‘Bel Ami,’ reviewed by Marshall Fine


I’m not sure why, but no one has been willing or able to speak truth to box-office power, so let me try:

Robert Pattinson is a terrible actor.

Oh, he’s pretty enough, with his sleepy eyes and pouty lips. Let him play a vampire in the “Twilight” series and he’s fine, for two reasons:

1) He’s doing a James Dean impression.

2) He’s sharing most of his scenes with Kristen Stewart, who has such a vital screen presence that he benefits from reflected glory.

But put him at the center of an actual movie – as opposed to something presold and predigested like the “Twilight” films – and he’s revealed as an empty pretty boy, a black hole of talent.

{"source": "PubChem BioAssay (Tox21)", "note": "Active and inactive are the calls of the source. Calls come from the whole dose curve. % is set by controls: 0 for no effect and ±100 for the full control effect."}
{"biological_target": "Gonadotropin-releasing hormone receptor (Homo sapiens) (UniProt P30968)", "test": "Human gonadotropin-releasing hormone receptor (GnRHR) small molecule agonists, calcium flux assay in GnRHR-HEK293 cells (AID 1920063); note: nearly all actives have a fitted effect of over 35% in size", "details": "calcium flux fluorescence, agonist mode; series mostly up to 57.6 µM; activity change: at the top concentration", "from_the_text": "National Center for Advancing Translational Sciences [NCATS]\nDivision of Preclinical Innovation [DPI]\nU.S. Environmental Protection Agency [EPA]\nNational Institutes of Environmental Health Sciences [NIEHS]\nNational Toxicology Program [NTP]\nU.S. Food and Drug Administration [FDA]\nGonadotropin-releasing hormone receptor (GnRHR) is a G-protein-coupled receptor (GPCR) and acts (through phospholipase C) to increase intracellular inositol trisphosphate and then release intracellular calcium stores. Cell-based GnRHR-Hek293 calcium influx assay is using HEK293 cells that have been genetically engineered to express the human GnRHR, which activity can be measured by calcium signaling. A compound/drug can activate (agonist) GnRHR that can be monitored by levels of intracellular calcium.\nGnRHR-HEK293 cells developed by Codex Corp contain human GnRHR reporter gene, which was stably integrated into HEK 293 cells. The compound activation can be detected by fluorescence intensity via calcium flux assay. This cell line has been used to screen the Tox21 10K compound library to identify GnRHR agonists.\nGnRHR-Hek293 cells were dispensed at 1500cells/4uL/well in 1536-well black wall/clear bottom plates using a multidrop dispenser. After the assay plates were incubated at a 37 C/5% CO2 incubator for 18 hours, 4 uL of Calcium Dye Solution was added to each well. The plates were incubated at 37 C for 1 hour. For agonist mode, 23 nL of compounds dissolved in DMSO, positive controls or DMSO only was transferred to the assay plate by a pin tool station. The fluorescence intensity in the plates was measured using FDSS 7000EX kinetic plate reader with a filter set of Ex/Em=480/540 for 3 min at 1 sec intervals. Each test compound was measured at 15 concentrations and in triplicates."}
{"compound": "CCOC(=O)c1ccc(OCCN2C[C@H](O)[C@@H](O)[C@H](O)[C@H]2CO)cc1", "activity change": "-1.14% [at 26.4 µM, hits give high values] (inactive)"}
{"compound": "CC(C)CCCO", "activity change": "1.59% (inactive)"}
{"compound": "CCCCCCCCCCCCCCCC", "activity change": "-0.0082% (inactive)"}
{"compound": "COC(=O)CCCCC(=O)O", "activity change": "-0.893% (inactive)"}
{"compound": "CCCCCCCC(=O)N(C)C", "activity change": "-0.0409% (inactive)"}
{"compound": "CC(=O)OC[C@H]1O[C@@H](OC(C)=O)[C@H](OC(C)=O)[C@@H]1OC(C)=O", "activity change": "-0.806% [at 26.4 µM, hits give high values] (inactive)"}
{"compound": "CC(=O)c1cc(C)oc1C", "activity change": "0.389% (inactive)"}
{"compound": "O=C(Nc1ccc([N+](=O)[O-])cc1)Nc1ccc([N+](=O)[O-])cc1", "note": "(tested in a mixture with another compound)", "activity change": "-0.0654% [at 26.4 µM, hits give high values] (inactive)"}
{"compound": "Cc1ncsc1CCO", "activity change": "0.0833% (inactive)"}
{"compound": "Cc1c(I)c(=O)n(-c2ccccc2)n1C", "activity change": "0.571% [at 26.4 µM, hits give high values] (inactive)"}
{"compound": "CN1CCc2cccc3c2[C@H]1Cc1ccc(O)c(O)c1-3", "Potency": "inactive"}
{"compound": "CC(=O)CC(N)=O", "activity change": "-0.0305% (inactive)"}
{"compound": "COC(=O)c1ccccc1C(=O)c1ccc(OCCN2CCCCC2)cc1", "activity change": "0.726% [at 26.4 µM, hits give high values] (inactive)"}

If you don’t believe that, go back and look at “Little Ashes,” where he was embarrassing as a young Salvador Dali; or “Remember Me,” a forgettable 9/11 romance; or “Water for Elephants,” in which he was chewed to pieces by a scenery-gobbling Christoph Waltz (and the elephants themselves).

Or watch him in the new “Bel Ami,” which opened in limited release 6/8/12, in which he alternately smirks and pouts as a Belle Epoque social-climber. Adapted from a novel by Guy de Maupassant by a pair of directors – Declan Donnellan and Nick Ormerod – “Bel Ami” follows Pattinson’s character, Georges Duroy, as he clambers from a roach-infested garret to the poshest chambers in 1890 Paris.

This review continues on my website.

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